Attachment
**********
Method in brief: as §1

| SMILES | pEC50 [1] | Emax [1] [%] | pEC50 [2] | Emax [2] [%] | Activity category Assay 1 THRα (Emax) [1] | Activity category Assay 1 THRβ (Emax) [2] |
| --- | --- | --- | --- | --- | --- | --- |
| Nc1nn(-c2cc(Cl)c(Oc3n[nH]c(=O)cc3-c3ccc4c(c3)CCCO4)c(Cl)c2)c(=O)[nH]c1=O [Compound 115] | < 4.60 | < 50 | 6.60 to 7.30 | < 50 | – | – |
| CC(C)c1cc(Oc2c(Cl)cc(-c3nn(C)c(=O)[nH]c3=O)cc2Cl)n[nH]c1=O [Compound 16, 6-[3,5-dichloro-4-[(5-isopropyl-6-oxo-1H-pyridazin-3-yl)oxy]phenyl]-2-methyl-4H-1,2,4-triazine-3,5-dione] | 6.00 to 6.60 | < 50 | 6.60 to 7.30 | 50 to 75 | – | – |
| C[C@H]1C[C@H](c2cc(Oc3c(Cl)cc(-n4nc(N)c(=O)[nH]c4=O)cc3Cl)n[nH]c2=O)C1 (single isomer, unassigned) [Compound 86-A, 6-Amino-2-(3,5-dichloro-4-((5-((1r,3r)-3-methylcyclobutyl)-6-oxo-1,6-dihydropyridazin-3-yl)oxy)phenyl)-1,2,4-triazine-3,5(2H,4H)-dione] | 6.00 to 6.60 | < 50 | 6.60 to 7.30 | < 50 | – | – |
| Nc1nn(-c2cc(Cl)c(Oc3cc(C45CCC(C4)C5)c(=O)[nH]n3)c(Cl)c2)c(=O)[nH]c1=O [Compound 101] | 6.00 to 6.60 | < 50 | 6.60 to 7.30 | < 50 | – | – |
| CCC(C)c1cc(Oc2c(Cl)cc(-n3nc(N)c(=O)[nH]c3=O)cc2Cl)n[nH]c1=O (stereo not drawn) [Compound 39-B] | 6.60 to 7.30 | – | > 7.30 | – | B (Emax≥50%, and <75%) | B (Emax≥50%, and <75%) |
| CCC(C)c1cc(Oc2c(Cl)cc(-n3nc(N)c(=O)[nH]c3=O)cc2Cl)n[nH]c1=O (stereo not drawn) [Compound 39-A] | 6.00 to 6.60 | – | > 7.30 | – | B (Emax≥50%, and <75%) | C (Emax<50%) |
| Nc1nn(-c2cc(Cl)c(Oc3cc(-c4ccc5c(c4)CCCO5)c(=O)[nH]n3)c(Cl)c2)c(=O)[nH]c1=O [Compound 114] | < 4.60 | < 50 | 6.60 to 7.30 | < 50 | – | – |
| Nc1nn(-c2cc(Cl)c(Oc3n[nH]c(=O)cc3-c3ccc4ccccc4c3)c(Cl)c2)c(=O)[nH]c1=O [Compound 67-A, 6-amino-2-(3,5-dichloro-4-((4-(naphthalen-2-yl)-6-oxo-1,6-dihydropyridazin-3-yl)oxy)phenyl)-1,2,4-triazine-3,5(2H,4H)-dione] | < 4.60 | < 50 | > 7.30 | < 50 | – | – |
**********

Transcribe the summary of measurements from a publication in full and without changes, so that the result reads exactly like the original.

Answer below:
Method in brief: as §1

| SMILES | pEC50 [1] | Emax [1] [%] | pEC50 [2] | Emax [2] [%] | Activity category Assay 1 THRα (Emax) [1] | Activity category Assay 1 THRβ (Emax) [2] |
| --- | --- | --- | --- | --- | --- | --- |
| Nc1nn(-c2cc(Cl)c(Oc3n[nH]c(=O)cc3-c3ccc4c(c3)CCCO4)c(Cl)c2)c(=O)[nH]c1=O [Compound 115] | < 4.60 | < 50 | 6.60 to 7.30 | < 50 | – | – |
| CC(C)c1cc(Oc2c(Cl)cc(-c3nn(C)c(=O)[nH]c3=O)cc2Cl)n[nH]c1=O [Compound 16, 6-[3,5-dichloro-4-[(5-isopropyl-6-oxo-1H-pyridazin-3-yl)oxy]phenyl]-2-methyl-4H-1,2,4-triazine-3,5-dione] | 6.00 to 6.60 | < 50 | 6.60 to 7.30 | 50 to 75 | – | – |
| C[C@H]1C[C@H](c2cc(Oc3c(Cl)cc(-n4nc(N)c(=O)[nH]c4=O)cc3Cl)n[nH]c2=O)C1 (single isomer, unassigned) [Compound 86-A, 6-Amino-2-(3,5-dichloro-4-((5-((1r,3r)-3-methylcyclobutyl)-6-oxo-1,6-dihydropyridazin-3-yl)oxy)phenyl)-1,2,4-triazine-3,5(2H,4H)-dione] | 6.00 to 6.60 | < 50 | 6.60 to 7.30 | < 50 | – | – |
| Nc1nn(-c2cc(Cl)c(Oc3cc(C45CCC(C4)C5)c(=O)[nH]n3)c(Cl)c2)c(=O)[nH]c1=O [Compound 101] | 6.00 to 6.60 | < 50 | 6.60 to 7.30 | < 50 | – | – |
| CCC(C)c1cc(Oc2c(Cl)cc(-n3nc(N)c(=O)[nH]c3=O)cc2Cl)n[nH]c1=O (stereo not drawn) [Compound 39-B] | 6.60 to 7.30 | – | > 7.30 | – | B (Emax≥50%, and <75%) | B (Emax≥50%, and <75%) |
| CCC(C)c1cc(Oc2c(Cl)cc(-n3nc(N)c(=O)[nH]c3=O)cc2Cl)n[nH]c1=O (stereo not drawn) [Compound 39-A] | 6.00 to 6.60 | – | > 7.30 | – | B (Emax≥50%, and <75%) | C (Emax<50%) |
| Nc1nn(-c2cc(Cl)c(Oc3cc(-c4ccc5c(c4)CCCO5)c(=O)[nH]n3)c(Cl)c2)c(=O)[nH]c1=O [Compound 114] | < 4.60 | < 50 | 6.60 to 7.30 | < 50 | – | – |
| Nc1nn(-c2cc(Cl)c(Oc3n[nH]c(=O)cc3-c3ccc4ccccc4c3)c(Cl)c2)c(=O)[nH]c1=O [Compound 67-A, 6-amino-2-(3,5-dichloro-4-((4-(naphthalen-2-yl)-6-oxo-1,6-dihydropyridazin-3-yl)oxy)phenyl)-1,2,4-triazine-3,5(2H,4H)-dione] | < 4.60 | < 50 | > 7.30 | < 50 | – | – |